Sky's the limit for WTC design, but initial focus is underground

April 01, 2003 |

With the selection last month of the Studio Daniel Libeskind design for the redevelopment of the World Trade Center site, officials at the Lower Manhattan Development Corp. and the Port Authority of New York and New Jersey are turning their sights toward further development of Phase One plans for the design’s underground transportation features.

Libeskind’s Memory Foundations design leaves portions of the Trade Center’s remaining slurry wall known as the “bathtub” exposed, symbolizing the strength and endurance of American democracy, and creating a setting for a memorial and a museum. Chief among the five complex angular office buildings planned for the site is a 1,776-ft.-tall garden-filled spire, which would be the tallest building in the world, surpassing the Petronas Towers in Malaysia, which are 1,483 ft. tall.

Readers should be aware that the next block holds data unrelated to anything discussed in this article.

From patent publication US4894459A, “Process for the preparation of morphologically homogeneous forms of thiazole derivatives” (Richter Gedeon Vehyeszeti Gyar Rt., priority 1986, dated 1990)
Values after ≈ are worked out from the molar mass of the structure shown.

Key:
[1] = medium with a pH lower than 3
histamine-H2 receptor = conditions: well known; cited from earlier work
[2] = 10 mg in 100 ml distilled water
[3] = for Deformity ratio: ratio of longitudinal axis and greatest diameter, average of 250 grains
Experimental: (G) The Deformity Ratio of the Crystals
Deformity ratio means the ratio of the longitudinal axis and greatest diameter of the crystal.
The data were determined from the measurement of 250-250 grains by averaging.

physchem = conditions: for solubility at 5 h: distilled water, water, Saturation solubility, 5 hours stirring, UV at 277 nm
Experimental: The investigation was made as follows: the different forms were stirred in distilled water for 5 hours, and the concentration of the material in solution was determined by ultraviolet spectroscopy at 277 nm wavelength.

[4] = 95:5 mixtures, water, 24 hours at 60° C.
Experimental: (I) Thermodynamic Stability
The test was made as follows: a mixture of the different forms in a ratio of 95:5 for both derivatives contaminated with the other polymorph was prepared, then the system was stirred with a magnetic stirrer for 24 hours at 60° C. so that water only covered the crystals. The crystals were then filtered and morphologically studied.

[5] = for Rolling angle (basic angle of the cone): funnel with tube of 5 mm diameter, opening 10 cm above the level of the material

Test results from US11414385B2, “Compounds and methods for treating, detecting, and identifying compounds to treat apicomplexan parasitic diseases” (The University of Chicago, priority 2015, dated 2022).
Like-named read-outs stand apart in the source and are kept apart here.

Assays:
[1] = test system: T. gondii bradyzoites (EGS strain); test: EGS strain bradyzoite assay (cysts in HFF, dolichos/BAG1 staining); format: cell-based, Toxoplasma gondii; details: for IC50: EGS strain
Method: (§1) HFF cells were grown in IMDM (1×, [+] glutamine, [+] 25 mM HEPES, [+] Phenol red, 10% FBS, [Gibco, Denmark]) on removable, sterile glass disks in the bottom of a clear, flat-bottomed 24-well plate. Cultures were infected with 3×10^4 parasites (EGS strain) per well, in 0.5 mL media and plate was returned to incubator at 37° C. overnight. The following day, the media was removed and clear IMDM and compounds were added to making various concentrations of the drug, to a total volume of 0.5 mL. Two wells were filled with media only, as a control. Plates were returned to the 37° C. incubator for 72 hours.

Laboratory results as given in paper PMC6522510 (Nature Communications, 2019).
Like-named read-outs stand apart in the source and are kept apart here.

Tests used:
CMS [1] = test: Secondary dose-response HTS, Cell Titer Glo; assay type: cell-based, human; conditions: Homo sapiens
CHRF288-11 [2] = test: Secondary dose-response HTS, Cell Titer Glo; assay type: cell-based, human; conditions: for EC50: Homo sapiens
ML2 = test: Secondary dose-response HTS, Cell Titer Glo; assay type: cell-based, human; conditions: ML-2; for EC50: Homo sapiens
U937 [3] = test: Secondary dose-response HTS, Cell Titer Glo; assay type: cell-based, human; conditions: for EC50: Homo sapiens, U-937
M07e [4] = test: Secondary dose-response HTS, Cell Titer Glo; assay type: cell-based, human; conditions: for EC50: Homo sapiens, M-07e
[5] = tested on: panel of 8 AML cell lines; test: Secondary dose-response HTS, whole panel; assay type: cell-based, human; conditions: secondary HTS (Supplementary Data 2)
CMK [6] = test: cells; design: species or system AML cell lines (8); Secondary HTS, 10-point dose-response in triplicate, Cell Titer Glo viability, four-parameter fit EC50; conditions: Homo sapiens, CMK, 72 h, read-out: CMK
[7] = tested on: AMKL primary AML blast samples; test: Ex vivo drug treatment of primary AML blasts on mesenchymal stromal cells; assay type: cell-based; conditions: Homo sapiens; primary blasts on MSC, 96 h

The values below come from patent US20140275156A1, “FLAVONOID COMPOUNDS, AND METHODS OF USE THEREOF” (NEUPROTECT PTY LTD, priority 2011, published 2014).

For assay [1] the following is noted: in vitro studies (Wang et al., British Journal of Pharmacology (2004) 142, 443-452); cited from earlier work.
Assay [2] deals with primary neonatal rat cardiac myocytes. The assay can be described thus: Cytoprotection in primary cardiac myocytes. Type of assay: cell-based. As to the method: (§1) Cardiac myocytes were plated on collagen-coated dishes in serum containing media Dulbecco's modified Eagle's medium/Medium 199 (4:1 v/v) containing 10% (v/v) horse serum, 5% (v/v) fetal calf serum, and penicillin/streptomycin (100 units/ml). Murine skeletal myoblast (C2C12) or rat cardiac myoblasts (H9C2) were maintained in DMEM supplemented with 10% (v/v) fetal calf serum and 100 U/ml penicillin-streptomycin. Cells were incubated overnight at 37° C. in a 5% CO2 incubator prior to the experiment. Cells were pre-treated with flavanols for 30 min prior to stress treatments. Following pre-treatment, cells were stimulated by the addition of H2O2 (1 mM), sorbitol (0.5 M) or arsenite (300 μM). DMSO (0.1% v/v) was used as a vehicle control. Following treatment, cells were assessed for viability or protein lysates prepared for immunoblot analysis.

How the design’s will incorporate the need for the both infrastructure, including a tour bus garage, parking, and facilities, and more than 1 million sq. ft. of retail space, much of it planned to be underground. Another challenge for the project is how the plan will be integrated with the memorial competition planned for this spring.

 

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